Economic Development : We’ve Been Doing It Wrong.

The Woody and Gayle Hunt Family Foundation hired the Perryman Group to study and propose some suggestions regarding Economic Development in El Paso, and guess what? We’re doing it wrong.

I was going to reproduce the report here, but it’s 45 pages, and y’all have computers so you can look it up. There is a link to the report on the Woody and Gayle Hunt Family Foundation’s Facebook page, and if you are a member of the El Paso Chamber of Commerce, Andrea Hutchins, the President and CEO of the El Paso Chamber may have already sent you a copy.

Here’s Ms. Hutchins’ take on the report.

“The call to action from the report is clear: we simply can’t be playing catch-up in El Paso because so many cities are way ahead of us when it comes to recruiting businesses, talent, and offering a great quality of life for its residents,” said Andrea Hutchins President and CEO of the El Paso Chamber. “We need to be more aggressive about becoming a leader within Texas and establish El Paso as the place where businesses, college graduates, and families want to set roots and call home. And it should take everyone in the community working together to arrive at this goal,” Hutchins added.

I guess Ms. Hutchins is too new to El Paso to remember that playing catch-up is the keystone of our Economic Development plan. I mean, they only told us we needed a ballpark, a downtown arena, and a “vibrant downtown” because every other city had them.

Curiously, the Perryman Group report never mentions Quality of Life. As close as it gets to our Quality of Life program is to offer a few oblique references to “amenities”, and I get the distinct impression that those references were only shoehorned into the report as a sop to the people who commissioned it.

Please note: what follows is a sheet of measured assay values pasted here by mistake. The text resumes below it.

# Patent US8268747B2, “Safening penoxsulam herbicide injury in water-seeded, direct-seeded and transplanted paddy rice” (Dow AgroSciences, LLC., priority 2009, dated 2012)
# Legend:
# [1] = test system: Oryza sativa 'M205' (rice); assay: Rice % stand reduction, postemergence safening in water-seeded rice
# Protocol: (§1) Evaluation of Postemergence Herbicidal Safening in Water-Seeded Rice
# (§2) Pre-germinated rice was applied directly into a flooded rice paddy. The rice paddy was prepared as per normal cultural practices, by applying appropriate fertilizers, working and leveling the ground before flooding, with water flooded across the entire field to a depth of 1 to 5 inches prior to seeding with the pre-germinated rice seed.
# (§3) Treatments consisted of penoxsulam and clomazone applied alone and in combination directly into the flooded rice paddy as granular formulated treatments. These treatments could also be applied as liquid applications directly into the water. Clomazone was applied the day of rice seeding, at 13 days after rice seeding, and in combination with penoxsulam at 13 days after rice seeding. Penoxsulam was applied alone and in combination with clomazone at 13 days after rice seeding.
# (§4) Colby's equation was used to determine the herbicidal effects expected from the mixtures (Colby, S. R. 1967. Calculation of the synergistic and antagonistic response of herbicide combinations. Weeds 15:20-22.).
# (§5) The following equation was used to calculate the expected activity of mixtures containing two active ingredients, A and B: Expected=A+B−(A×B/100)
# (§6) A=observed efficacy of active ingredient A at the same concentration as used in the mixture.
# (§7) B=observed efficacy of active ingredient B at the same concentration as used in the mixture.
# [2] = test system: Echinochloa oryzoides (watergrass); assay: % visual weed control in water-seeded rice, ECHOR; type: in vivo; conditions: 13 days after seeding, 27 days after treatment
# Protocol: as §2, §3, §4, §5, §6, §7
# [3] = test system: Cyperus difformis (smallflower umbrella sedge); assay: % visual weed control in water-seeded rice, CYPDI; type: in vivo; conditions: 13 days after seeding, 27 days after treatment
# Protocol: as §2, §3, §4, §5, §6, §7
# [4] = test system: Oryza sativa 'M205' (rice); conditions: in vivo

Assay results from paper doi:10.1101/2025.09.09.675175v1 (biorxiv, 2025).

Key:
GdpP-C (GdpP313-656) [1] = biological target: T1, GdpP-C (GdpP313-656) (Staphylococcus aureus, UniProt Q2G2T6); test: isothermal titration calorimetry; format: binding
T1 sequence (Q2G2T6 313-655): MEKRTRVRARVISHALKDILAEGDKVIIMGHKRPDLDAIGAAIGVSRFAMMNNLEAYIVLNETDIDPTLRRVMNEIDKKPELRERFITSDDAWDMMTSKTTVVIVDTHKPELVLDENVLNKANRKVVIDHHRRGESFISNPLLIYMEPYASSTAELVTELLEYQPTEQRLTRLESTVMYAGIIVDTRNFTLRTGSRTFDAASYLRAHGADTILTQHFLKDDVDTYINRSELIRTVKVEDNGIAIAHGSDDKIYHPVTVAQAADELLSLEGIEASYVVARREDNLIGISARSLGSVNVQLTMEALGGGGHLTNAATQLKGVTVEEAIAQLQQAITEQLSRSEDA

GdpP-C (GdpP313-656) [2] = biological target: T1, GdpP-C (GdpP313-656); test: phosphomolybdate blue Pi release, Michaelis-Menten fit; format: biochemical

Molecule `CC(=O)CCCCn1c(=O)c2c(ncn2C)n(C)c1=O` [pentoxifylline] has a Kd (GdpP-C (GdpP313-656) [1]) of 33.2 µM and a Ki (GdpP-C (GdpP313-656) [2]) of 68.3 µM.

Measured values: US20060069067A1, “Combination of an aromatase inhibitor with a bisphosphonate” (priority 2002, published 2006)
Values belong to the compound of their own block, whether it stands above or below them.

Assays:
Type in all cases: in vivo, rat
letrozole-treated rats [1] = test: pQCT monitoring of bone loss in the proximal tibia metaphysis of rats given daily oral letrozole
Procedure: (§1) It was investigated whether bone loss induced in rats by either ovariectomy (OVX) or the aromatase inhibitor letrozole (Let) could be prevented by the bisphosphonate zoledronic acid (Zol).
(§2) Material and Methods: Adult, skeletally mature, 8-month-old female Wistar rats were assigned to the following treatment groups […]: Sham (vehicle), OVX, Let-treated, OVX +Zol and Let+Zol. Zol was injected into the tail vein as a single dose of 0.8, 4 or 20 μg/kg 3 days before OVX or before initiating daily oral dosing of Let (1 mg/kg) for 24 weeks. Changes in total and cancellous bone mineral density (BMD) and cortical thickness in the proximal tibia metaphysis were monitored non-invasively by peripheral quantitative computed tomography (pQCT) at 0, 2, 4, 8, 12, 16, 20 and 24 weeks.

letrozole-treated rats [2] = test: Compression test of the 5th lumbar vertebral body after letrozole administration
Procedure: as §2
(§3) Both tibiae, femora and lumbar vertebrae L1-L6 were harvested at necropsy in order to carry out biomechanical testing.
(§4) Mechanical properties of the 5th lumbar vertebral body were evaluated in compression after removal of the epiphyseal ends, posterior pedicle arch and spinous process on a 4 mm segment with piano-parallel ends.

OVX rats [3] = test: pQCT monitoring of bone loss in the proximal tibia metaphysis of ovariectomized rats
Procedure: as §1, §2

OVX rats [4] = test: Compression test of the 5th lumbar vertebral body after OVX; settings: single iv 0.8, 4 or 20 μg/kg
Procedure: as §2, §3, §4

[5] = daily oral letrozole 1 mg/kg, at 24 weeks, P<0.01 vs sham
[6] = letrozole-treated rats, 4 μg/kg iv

For the last 10 years, or more, El Paso’s Economic Development policy has only served to enrich real estate speculators and developers.

We give tax incentives to real estate speculators and developers. That, and to build amenities for the leisure class that the working class can’t afford. That, in a nutshell, is El Paso’s Economic Development policy. It’s a reverse Robin Hood proposition. We take money from the working class, and funnel it up the richest El Pasoans.

And how’s that working out for you? Higher taxes, higher utility rates, and no relief in sight.


  1. “We take money from the working class, and funnel it up the richest El Pasoans.”

    Yes, in the form of tax incentives and outright giveaways, like Foster getting a barony in NE for his 10 acres on the Interstate. Really, it is a class war raid on the Commons, broadly defined as that which we own in common, like the tax base and revenues deriving from it, including the city’s debt capacity. And more, like the airspace over the downtown I-10 that would likely become a soccer stadium for Mountainstar, given a change in city council, always a possibility. If built, it will be privatized in some form.

    The Axis-of-Taxes thinks long-term, not just one election at a time.

    1. They’re like the ocean. They don’t give up.

      They’re incrementalists. They can take a loss, but they keep rolling towards some clearly defined goal. But they’re like the ocean. Relentless.

      They have professionals whose full time job it is to advance their interests. And all we have is


  2. Everybody sponsoring this study knew this 40 years ago, while Phoenix, Austin, San Antonio, etc kicked our ass. The Pendejo Oligarchs held off so they could mine it for all it was worth. They knew El Pasoans din’t vote and didn’t really care about or engage in local politics. Old age and guilt are demanding partners.

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